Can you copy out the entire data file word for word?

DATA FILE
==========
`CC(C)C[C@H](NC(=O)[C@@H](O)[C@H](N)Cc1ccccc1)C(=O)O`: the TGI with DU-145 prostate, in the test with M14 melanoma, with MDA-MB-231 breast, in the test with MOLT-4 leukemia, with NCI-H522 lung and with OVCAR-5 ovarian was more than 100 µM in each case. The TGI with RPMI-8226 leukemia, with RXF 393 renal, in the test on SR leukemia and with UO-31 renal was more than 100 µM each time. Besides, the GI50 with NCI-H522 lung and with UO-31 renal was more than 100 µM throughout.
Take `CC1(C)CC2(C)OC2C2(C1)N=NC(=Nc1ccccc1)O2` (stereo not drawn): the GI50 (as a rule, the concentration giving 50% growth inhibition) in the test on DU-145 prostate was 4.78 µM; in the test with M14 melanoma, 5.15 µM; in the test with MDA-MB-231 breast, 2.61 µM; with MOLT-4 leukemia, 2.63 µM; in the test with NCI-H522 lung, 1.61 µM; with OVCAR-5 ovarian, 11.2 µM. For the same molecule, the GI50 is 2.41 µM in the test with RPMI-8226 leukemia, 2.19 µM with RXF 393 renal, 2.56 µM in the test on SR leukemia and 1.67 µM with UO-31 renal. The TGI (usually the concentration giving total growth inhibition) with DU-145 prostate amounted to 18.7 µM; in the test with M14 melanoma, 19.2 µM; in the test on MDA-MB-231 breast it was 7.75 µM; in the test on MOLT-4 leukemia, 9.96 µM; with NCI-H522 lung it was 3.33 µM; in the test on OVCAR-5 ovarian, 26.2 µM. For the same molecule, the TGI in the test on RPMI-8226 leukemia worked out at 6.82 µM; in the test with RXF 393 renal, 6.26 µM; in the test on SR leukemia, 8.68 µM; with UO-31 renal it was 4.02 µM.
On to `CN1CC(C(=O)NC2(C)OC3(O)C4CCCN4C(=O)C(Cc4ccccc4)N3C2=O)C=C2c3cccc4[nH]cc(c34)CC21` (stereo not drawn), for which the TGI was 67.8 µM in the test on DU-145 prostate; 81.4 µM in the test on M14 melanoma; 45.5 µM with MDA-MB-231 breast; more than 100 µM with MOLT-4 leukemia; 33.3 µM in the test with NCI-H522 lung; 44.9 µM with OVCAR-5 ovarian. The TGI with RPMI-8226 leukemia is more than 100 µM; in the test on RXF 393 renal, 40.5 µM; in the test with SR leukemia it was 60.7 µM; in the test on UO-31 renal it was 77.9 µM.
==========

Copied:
`CC(C)C[C@H](NC(=O)[C@@H](O)[C@H](N)Cc1ccccc1)C(=O)O`: the TGI with DU-145 prostate, in the test with M14 melanoma, with MDA-MB-231 breast, in the test with MOLT-4 leukemia, with NCI-H522 lung and with OVCAR-5 ovarian was more than 100 µM in each case. The TGI with RPMI-8226 leukemia, with RXF 393 renal, in the test on SR leukemia and with UO-31 renal was more than 100 µM each time. Besides, the GI50 with NCI-H522 lung and with UO-31 renal was more than 100 µM throughout.
Take `CC1(C)CC2(C)OC2C2(C1)N=NC(=Nc1ccccc1)O2` (stereo not drawn): the GI50 (as a rule, the concentration giving 50% growth inhibition) in the test on DU-145 prostate was 4.78 µM; in the test with M14 melanoma, 5.15 µM; in the test with MDA-MB-231 breast, 2.61 µM; with MOLT-4 leukemia, 2.63 µM; in the test with NCI-H522 lung, 1.61 µM; with OVCAR-5 ovarian, 11.2 µM. For the same molecule, the GI50 is 2.41 µM in the test with RPMI-8226 leukemia, 2.19 µM with RXF 393 renal, 2.56 µM in the test on SR leukemia and 1.67 µM with UO-31 renal. The TGI (usually the concentration giving total growth inhibition) with DU-145 prostate amounted to 18.7 µM; in the test with M14 melanoma, 19.2 µM; in the test on MDA-MB-231 breast it was 7.75 µM; in the test on MOLT-4 leukemia, 9.96 µM; with NCI-H522 lung it was 3.33 µM; in the test on OVCAR-5 ovarian, 26.2 µM. For the same molecule, the TGI in the test on RPMI-8226 leukemia worked out at 6.82 µM; in the test with RXF 393 renal, 6.26 µM; in the test on SR leukemia, 8.68 µM; with UO-31 renal it was 4.02 µM.
On to `CN1CC(C(=O)NC2(C)OC3(O)C4CCCN4C(=O)C(Cc4ccccc4)N3C2=O)C=C2c3cccc4[nH]cc(c34)CC21` (stereo not drawn), for which the TGI was 67.8 µM in the test on DU-145 prostate; 81.4 µM in the test on M14 melanoma; 45.5 µM with MDA-MB-231 breast; more than 100 µM with MOLT-4 leukemia; 33.3 µM in the test with NCI-H522 lung; 44.9 µM with OVCAR-5 ovarian. The TGI with RPMI-8226 leukemia is more than 100 µM; in the test on RXF 393 renal, 40.5 µM; in the test with SR leukemia it was 60.7 µM; in the test on UO-31 renal it was 77.9 µM.